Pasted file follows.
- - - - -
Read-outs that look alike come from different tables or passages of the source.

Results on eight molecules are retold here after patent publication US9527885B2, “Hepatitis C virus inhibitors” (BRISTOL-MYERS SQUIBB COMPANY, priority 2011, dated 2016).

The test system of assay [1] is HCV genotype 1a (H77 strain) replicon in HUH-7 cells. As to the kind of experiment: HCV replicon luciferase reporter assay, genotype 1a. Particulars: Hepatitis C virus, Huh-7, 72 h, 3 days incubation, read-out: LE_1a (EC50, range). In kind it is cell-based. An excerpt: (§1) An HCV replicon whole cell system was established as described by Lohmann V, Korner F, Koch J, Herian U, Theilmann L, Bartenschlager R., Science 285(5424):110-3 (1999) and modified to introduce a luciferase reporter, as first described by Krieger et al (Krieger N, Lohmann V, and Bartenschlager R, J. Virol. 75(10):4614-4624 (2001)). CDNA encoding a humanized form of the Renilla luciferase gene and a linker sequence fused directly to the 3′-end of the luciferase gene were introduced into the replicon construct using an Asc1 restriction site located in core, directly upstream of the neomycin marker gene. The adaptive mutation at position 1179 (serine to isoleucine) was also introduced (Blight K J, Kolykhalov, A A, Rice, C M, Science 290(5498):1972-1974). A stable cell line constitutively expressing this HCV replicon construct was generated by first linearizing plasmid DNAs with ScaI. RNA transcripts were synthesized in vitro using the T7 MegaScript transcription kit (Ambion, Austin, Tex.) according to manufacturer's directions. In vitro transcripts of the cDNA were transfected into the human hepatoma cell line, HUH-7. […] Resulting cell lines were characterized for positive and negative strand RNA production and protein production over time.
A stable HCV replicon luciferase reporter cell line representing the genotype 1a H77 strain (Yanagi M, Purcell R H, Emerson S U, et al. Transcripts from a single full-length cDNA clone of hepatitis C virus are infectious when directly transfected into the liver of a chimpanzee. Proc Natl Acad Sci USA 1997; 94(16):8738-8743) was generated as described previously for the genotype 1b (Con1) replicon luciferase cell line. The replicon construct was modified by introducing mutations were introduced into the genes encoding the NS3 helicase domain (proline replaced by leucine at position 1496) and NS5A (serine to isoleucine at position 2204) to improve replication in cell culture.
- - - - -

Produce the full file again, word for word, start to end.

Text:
Read-outs that look alike come from different tables or passages of the source.

Results on eight molecules are retold here after patent publication US9527885B2, “Hepatitis C virus inhibitors” (BRISTOL-MYERS SQUIBB COMPANY, priority 2011, dated 2016).

The test system of assay [1] is HCV genotype 1a (H77 strain) replicon in HUH-7 cells. As to the kind of experiment: HCV replicon luciferase reporter assay, genotype 1a. Particulars: Hepatitis C virus, Huh-7, 72 h, 3 days incubation, read-out: LE_1a (EC50, range). In kind it is cell-based. An excerpt: (§1) An HCV replicon whole cell system was established as described by Lohmann V, Korner F, Koch J, Herian U, Theilmann L, Bartenschlager R., Science 285(5424):110-3 (1999) and modified to introduce a luciferase reporter, as first described by Krieger et al (Krieger N, Lohmann V, and Bartenschlager R, J. Virol. 75(10):4614-4624 (2001)). CDNA encoding a humanized form of the Renilla luciferase gene and a linker sequence fused directly to the 3′-end of the luciferase gene were introduced into the replicon construct using an Asc1 restriction site located in core, directly upstream of the neomycin marker gene. The adaptive mutation at position 1179 (serine to isoleucine) was also introduced (Blight K J, Kolykhalov, A A, Rice, C M, Science 290(5498):1972-1974). A stable cell line constitutively expressing this HCV replicon construct was generated by first linearizing plasmid DNAs with ScaI. RNA transcripts were synthesized in vitro using the T7 MegaScript transcription kit (Ambion, Austin, Tex.) according to manufacturer's directions. In vitro transcripts of the cDNA were transfected into the human hepatoma cell line, HUH-7. […] Resulting cell lines were characterized for positive and negative strand RNA production and protein production over time.
A stable HCV replicon luciferase reporter cell line representing the genotype 1a H77 strain (Yanagi M, Purcell R H, Emerson S U, et al. Transcripts from a single full-length cDNA clone of hepatitis C virus are infectious when directly transfected into the liver of a chimpanzee. Proc Natl Acad Sci USA 1997; 94(16):8738-8743) was generated as described previously for the genotype 1b (Con1) replicon luciferase cell line. The replicon construct was modified by introducing mutations were introduced into the genes encoding the NS3 helicase domain (proline replaced by leucine at position 1496) and NS5A (serine to isoleucine at position 2204) to improve replication in cell culture.